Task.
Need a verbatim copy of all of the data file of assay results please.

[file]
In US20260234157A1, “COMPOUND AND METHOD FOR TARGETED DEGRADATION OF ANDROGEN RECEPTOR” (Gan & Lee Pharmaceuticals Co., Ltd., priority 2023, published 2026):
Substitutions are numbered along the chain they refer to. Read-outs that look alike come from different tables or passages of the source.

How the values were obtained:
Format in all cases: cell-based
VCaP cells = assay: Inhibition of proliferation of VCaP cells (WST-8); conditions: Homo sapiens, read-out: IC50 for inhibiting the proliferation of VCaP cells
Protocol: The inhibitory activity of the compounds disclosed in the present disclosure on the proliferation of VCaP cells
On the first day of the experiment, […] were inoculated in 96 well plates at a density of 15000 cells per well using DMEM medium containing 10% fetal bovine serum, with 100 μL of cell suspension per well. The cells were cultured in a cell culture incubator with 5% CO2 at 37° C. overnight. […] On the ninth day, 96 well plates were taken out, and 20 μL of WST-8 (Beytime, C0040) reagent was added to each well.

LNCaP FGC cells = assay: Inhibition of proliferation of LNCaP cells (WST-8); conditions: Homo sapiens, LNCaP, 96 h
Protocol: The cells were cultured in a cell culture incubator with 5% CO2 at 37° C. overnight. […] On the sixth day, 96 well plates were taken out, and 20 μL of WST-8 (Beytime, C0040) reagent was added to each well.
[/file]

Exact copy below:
In US20260234157A1, “COMPOUND AND METHOD FOR TARGETED DEGRADATION OF ANDROGEN RECEPTOR” (Gan & Lee Pharmaceuticals Co., Ltd., priority 2023, published 2026):
Substitutions are numbered along the chain they refer to. Read-outs that look alike come from different tables or passages of the source.

How the values were obtained:
Format in all cases: cell-based
VCaP cells = assay: Inhibition of proliferation of VCaP cells (WST-8); conditions: Homo sapiens, read-out: IC50 for inhibiting the proliferation of VCaP cells
Protocol: The inhibitory activity of the compounds disclosed in the present disclosure on the proliferation of VCaP cells
On the first day of the experiment, […] were inoculated in 96 well plates at a density of 15000 cells per well using DMEM medium containing 10% fetal bovine serum, with 100 μL of cell suspension per well. The cells were cultured in a cell culture incubator with 5% CO2 at 37° C. overnight. […] On the ninth day, 96 well plates were taken out, and 20 μL of WST-8 (Beytime, C0040) reagent was added to each well.

LNCaP FGC cells = assay: Inhibition of proliferation of LNCaP cells (WST-8); conditions: Homo sapiens, LNCaP, 96 h
Protocol: The cells were cultured in a cell culture incubator with 5% CO2 at 37° C. overnight. […] On the sixth day, 96 well plates were taken out, and 20 μL of WST-8 (Beytime, C0040) reagent was added to each well.